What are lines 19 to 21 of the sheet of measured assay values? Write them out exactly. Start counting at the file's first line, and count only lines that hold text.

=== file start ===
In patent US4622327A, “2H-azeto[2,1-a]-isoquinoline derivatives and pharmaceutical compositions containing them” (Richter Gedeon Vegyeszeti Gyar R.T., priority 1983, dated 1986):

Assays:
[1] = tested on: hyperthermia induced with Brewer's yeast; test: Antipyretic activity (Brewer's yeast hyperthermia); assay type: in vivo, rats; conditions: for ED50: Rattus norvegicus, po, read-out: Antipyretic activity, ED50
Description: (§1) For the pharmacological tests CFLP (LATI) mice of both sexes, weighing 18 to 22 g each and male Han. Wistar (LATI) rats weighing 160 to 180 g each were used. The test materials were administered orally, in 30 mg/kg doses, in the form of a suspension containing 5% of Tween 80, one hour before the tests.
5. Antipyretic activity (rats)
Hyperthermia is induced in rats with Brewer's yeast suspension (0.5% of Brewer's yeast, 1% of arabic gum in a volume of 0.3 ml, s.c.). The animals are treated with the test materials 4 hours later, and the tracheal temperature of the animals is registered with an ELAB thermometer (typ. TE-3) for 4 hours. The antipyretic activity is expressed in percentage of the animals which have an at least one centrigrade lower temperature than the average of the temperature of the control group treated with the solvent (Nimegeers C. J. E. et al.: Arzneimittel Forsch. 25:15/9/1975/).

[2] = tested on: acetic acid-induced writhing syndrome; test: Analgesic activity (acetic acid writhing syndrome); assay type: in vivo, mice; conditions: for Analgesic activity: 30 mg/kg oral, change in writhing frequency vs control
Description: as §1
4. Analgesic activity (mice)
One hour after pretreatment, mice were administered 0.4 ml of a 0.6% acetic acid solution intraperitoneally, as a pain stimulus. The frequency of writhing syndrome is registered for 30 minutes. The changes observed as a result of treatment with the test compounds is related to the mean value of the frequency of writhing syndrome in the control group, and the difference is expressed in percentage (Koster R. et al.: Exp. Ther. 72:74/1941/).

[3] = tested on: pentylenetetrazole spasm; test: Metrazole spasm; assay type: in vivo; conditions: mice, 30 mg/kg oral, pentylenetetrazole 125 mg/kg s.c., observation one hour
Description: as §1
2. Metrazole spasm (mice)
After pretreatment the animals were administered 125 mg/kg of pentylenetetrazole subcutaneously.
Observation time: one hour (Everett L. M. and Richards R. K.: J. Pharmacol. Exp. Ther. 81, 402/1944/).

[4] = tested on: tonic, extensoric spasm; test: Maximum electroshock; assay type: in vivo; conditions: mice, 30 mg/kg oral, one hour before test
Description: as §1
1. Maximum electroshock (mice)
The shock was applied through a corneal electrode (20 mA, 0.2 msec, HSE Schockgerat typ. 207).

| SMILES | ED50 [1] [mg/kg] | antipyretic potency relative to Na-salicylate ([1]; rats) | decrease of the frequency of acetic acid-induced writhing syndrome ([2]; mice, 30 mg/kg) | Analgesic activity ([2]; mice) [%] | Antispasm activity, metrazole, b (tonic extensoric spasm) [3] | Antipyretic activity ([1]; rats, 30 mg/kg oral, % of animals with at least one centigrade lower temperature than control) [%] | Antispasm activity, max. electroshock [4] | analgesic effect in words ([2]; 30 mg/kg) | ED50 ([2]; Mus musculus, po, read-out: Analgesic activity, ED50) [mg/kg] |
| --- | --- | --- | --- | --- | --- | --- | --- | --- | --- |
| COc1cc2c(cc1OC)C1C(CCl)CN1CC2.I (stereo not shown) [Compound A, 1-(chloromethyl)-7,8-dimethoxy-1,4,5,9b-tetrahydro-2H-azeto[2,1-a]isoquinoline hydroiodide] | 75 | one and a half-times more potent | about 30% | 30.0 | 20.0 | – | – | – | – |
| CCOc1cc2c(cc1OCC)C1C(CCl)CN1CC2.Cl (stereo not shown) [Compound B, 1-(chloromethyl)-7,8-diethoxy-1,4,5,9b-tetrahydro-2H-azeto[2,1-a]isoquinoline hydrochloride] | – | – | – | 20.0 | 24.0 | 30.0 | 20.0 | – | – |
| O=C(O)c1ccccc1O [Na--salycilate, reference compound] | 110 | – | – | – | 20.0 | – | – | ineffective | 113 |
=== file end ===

The shock was applied through a corneal electrode (20 mA, 0.2 msec, HSE Schockgerat typ. 207).

| SMILES | ED50 [1] [mg/kg] | antipyretic potency relative to Na-salicylate ([1]; rats) | decrease of the frequency of acetic acid-induced writhing syndrome ([2]; mice, 30 mg/kg) | Analgesic activity ([2]; mice) [%] | Antispasm activity, metrazole, b (tonic extensoric spasm) [3] | Antipyretic activity ([1]; rats, 30 mg/kg oral, % of animals with at least one centigrade lower temperature than control) [%] | Antispasm activity, max. electroshock [4] | analgesic effect in words ([2]; 30 mg/kg) | ED50 ([2]; Mus musculus, po, read-out: Analgesic activity, ED50) [mg/kg] |
| --- | --- | --- | --- | --- | --- | --- | --- | --- | --- |